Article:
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  • Woman who clocked up $342,000 in unpaid fines avoids jail, has debt slashed to $16,000
  • By Melissa Townsend
  • 03/10/2014 Make a Comment
  • Contributed by: Adele ( 1 article in 2014 )
A SERIAL fare evader who accrued more than $342,000 in unpaid road fines — one of the largest in the state’s history — has escaped jail and had most debts scrapped.

Single mum Isabelle Weir, 27, of southeast Melbourne, appeared at the Dandenong Magistrates’ Court yesterday in relation to 1196 infringement warrants and 148 other charges accrued over five years.

Weir could have faced six-and-a-half years’ jail, but Magistrate Pauline Spencer discharged the bulk of the fines and ordered her to pay just $16,000, at $50 a month over the next 26 years.

“You’re not going to be going to jail for the infringements today,” Ms Spencer said.

Ms Spencer suppressed the publication of Weir’s suburb citing concerns about repercussion for Weir given the high profile nature of the case. She said a jail term would have a ‘catastrophic impact’ on Weir’s autistic child and it would be a significant cost to the community in terms of the imprisonment.

The court heard between July 2008 and December 2013, Weir accrued $342,050 in fines, predominantly for unpaid tolls on EastLink and CityLink. The amount also included $13,833.70 in fines and administration fees.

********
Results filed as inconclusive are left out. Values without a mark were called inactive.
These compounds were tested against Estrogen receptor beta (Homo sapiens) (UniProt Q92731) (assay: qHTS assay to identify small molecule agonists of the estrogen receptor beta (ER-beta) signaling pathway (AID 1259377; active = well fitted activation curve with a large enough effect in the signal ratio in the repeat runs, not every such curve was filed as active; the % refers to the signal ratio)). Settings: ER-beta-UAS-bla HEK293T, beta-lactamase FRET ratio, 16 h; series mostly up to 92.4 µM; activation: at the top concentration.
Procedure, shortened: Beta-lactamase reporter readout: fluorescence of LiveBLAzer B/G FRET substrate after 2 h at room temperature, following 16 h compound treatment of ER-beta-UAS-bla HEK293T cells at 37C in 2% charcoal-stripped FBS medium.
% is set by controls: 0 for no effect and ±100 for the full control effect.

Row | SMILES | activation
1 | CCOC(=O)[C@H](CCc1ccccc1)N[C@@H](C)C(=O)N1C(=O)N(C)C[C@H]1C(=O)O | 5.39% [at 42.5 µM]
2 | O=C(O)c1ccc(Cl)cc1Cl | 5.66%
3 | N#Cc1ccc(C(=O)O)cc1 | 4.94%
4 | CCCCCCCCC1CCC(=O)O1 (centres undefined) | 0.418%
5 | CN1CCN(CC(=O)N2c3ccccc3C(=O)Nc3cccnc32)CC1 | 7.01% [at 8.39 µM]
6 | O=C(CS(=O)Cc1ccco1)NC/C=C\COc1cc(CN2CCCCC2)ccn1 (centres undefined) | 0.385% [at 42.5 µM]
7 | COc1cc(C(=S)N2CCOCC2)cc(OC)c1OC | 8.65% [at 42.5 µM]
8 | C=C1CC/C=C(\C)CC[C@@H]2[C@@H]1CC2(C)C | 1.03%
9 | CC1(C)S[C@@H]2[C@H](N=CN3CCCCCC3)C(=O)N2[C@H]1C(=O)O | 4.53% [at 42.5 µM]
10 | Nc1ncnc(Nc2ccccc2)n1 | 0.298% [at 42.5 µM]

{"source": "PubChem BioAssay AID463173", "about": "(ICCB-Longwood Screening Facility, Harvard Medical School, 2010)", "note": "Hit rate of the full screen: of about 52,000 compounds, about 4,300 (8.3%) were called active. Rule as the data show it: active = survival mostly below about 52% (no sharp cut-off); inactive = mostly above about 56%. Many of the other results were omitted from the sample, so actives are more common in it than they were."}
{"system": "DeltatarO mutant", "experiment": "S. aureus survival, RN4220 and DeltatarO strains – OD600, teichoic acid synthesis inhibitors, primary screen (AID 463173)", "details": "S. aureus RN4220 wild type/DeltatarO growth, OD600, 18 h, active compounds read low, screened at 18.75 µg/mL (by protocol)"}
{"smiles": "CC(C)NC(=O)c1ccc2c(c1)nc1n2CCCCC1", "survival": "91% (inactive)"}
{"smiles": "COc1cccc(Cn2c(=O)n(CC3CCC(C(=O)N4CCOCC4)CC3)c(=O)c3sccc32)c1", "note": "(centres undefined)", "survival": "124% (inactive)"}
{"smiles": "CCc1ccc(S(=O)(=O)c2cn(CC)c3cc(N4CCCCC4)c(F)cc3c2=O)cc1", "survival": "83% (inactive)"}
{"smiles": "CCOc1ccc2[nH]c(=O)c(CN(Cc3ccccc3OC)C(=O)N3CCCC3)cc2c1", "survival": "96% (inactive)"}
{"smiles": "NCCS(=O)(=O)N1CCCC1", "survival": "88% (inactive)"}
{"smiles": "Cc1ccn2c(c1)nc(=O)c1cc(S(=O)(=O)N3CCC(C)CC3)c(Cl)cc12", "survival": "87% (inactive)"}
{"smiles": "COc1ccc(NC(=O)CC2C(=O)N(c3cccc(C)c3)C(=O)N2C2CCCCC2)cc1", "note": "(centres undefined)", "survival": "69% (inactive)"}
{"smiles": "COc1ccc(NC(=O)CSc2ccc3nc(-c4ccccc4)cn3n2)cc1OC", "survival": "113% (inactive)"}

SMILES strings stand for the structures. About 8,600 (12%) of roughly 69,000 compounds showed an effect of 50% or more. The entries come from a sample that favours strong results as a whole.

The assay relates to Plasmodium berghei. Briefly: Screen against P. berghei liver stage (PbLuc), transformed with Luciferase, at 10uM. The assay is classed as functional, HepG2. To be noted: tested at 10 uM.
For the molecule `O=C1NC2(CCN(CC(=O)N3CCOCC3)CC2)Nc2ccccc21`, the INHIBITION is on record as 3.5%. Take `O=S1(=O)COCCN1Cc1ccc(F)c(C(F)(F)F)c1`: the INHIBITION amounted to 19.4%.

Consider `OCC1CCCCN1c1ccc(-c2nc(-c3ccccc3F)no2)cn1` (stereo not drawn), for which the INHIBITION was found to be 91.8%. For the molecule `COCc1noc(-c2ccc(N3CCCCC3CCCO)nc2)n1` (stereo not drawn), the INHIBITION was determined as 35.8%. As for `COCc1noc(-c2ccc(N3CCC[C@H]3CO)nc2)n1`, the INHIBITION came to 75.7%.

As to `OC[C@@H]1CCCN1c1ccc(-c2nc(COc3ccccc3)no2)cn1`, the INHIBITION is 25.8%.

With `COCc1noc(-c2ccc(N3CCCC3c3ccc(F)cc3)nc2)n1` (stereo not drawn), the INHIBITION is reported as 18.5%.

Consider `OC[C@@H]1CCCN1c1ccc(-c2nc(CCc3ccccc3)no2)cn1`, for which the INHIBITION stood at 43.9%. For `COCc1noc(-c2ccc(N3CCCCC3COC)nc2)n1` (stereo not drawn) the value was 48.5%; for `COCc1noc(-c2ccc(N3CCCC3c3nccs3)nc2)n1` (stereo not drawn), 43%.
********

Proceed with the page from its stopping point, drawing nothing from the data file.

Weir, an unemployed single mother of four, was supported in court by her mother and three cousins.

Her defence solicitor, Adam Maloney, told the court Weir suffered from borderline personality disorder, had a history of alcohol abuse and had to care for her eldest son, who had autism and speech and behavioural issues.

Mr Maloney said Weir received a carer’s allowance from Centrelink and a family tax benefit which amounted to $1240 a fortnight, and she had not been able to work for four years because of her son’s condition. He argued a six-and-a-half year jail term would be “disproportionate” and “unduly harsh” given Weir’s “special circumstances”.

Ms Spencer agreed, and said some people could not pay tolls for a range of reasons, including mental health, drug and alcohol addiction and financial disadvantage.

“Given there are so many of them and they’ve escalated to such a degree, you are not in a position to pay the amounts here,” Ms Spencer said.


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